So, although I'm actually thinking of shelling out $2000 for a monitor, I don't want to invest in technology it seems has priced itself out of the market and is bound to become irrelevant.

    Maybe you could shed some light on where nVidia is going with their latest g-sync solution? At least for now it doesn't seem viable.
    Reply
  • Impulses - Wednesday, October 3, 2018 - link

    How would anyone outside of NV know where they're going with this tho? I imagine it does help sell more hardware to one extent or another (be it GPUs, FPGAs to display makers, or a combination of profits thru the side deals) AND they'll stay the course as long as AMD isn't competitive at the high end...

    Just the sad reality. I just bought a G-Sync display but it wasn't one of these or even $1K, and it's still a nice display regardless of whether it has G-Sync or not. I don't intend to pay this kinda premium without a clear path forward either but I guess plenty of people are or both Acer and Asus wouldn't be selling this and plenty of other G-Sync displays with a premium over the Freesync ones.
    Reply
  • a5cent - Wednesday, October 3, 2018 - link

    "How would anyone outside of NV know where they're going with this tho?"

    Anandtech could talk with their contacts at nVidia, discuss the situation with monitor OEMs, or take any one of a dozen other approaches. Anandtech does a lot of good market research and analysis. There is no reason they can't do that here too. If Anandtech confronted nVidia with the concern of DP1.4 g-sync being priced into irrelevancy, they would surely get some response.

    "I don't intend to pay this kinda premium without a clear path forward either but I guess plenty of people are or both Acer and Asus wouldn't be selling this and plenty of other G-Sync displays with a premium over the Freesync ones."

    You're mistakenly assuming the DP1.2 g-sync is in any way comparable to DP1.4 g-sync. It's not.

    First, nobody sells plenty of g-sync monitors. The $200 price premium over FreeSync has made g-sync monitors (comparatively) low volume niche products. For DP1.4 that premium goes up to over $500. There is no way that will fly in a market where the entire product typically sells for less than $500. This is made worse by the fact that ONLY DP1.4 supports HDR. That means even a measly DisplayHDR 400 monitor, which will soon retail for around $400, will cost at least $900 if you want it with g-sync.

    Almost nobody, for whom price is even a little bit of an issue, will pay that.

    While DP1.2 g-sync monitors were niche products, DP1.4 g-sync monitors will be irrelevant products (in terms of market penetration). Acer's and Asus' $2000 monitors aren't and will not sell in significant numbers. Nothing using nVidia's DP1.4 g-sync module will.

    To be clear, this isn't a rant about price. It's a rant about strategy. The whole point of g-sync is customer lock-in. Nobody, not even nVidia, earns anything selling g-sync hardware. For nVidia, the potential of g-sync is only realized when a person with a g-sync monitor upgrades to a new nVidia card who would otherwise have bought an AMD card. If DP1.4 g-sync isn't adopted in at least somewhat meaningful numbers, g-sync loses its purpose. That is when I'd expect nVidia to either trash g-sync and start supporting FreeSync, OR build a better g-sync module without the insanely expensive FPGA.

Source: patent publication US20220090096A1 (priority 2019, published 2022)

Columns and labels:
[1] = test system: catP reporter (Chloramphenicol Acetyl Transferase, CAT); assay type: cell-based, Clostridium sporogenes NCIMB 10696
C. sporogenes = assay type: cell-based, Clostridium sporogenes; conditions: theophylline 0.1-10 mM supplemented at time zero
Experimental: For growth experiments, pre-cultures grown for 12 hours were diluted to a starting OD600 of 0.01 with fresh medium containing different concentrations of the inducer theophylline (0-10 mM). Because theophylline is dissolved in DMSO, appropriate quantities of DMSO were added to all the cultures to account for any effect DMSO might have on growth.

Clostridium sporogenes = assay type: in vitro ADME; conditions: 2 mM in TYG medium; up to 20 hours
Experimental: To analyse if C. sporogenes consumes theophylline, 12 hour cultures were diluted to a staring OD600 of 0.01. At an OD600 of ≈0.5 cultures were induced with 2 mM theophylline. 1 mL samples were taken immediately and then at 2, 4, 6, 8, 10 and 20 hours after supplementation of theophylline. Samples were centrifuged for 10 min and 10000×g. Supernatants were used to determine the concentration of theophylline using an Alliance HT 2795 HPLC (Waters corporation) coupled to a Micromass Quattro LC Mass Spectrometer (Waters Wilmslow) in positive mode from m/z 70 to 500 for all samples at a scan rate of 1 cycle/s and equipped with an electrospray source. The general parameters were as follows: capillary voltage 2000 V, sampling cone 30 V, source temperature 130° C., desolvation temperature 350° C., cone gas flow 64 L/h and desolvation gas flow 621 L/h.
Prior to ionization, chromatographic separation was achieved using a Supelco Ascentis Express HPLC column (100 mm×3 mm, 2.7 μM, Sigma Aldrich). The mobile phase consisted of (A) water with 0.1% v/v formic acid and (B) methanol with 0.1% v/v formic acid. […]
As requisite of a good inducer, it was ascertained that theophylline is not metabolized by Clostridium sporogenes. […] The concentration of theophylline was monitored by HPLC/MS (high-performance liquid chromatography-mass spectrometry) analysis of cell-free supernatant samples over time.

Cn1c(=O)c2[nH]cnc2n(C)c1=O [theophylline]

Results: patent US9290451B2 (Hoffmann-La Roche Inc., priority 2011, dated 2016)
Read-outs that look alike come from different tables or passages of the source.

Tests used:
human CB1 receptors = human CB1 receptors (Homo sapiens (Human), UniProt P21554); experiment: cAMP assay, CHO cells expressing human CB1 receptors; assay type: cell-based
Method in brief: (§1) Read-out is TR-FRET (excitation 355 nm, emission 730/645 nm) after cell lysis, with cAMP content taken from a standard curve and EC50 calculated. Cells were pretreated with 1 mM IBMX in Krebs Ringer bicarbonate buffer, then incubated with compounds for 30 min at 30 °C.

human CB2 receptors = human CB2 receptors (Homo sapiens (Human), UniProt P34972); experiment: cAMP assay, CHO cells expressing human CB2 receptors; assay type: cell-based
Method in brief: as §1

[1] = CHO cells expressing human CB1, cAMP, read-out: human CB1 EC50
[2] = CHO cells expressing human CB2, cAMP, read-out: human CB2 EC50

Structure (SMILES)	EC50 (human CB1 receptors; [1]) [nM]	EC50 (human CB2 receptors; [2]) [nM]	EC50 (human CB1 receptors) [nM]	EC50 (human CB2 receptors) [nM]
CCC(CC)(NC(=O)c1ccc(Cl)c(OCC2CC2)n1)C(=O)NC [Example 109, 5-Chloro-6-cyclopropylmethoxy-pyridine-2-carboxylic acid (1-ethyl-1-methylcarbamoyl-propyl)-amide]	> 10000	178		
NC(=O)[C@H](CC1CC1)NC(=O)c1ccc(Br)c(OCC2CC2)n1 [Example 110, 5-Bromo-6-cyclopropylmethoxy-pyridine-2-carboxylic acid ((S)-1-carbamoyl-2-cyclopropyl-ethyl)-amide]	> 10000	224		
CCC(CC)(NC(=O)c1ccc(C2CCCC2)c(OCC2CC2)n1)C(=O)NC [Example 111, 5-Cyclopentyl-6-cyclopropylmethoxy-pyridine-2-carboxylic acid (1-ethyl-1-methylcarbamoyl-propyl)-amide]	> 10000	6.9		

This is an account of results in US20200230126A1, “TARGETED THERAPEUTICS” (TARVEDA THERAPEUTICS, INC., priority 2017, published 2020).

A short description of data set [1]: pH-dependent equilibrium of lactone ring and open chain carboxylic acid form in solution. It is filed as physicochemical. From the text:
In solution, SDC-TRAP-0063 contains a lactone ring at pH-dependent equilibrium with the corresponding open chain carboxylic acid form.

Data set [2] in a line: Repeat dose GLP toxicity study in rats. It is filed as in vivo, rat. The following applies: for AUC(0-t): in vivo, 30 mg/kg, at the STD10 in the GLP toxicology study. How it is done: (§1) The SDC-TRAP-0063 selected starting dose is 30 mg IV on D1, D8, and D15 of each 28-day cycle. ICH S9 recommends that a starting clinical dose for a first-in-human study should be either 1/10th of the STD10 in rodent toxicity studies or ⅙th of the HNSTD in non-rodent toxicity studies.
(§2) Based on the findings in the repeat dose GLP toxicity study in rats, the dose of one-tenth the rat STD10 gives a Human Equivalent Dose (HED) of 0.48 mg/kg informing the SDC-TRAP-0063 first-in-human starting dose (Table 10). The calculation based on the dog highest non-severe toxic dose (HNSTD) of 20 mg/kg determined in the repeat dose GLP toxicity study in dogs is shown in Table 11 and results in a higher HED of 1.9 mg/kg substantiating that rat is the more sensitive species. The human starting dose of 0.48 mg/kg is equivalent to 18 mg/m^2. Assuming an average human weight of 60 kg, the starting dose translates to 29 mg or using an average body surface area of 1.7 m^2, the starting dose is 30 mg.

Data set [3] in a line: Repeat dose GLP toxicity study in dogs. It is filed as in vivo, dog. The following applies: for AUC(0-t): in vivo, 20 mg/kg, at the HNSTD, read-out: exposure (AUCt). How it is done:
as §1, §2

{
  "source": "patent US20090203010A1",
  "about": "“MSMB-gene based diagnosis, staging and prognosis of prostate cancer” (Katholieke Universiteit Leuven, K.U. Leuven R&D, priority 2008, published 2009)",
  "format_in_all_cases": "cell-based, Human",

Neither of those two scenarios motivates me to buy a $2000 g-sync monitor today. That's the problem.
    Reply
  • a5cent - Wednesday, October 3, 2018 - link

    To clarify the above...

    If I'm spending $2000 on a g-sync monitor today, I'd like some reassurance that g-sync will still be relevant and supported three years from now.

    For the reasons mentioned, from where I stand, g-sync looks like "dead technology walking". With DP1.4 it's priced itself out of the market. I'm sure many would appreciate some background on where nVidia is going with this...
    Reply
  • lilkwarrior - Monday, October 8, 2018 - link

    Nvidia's solution is objectively better besides not being open. Similarly NVLINK is better than any other multi-GPU hardware wise.

    With HDMI 2.1, Nvidia will likely support it unless it's simply underwhelming.

    Once standards catch up, Nvidia hasn't been afraid to deprecate their own previous effort somewhat besides continuing to support it for wide-spread support / loyalty or a balanced approach (i.e. NVLINK for Geforce cards but delegate memory pooling to DX12 & Vulkan)
    Reply
  • Impulses - Tuesday, October 2, 2018 - link

    If NVidia started supporting standard adaptive sync at the same time that would be great... Pipe dream I know. Things like G-Sync vs Freesync, fans inside displays, and dubious HDR support don't inspire much confidence in these new displays. I'd gladly drop the two grand if I *knew* this was the way forward and would easily last me 5+ years, but I dunno if that would really pan out. Reply
  • DanNeely - Tuesday, October 2, 2018 - link

    Thank you for including the explanation on why DSC hasn't shown up in any products to date. Reply
  • Heavenly71 - Tuesday, October 2, 2018 - link

    I'm pretty disappointed that a gaming monitor with this price still has only 8 bits of native color resolution (plus FRC, I know).

    Compare this to the ASUS PA32UC which – while not mainly targetted at gamers – has 10 bits, no fan noise, is 5 inches bigger (32" total) and many more inputs (including USB-C DP). For about the same price.
    Reply
  • milkod2001 - Tuesday, October 2, 2018 - link

    Wonder if they make native 10bit monitors. Would you be able to output 10bit colours from gaming GPU or only professional GPU? Reply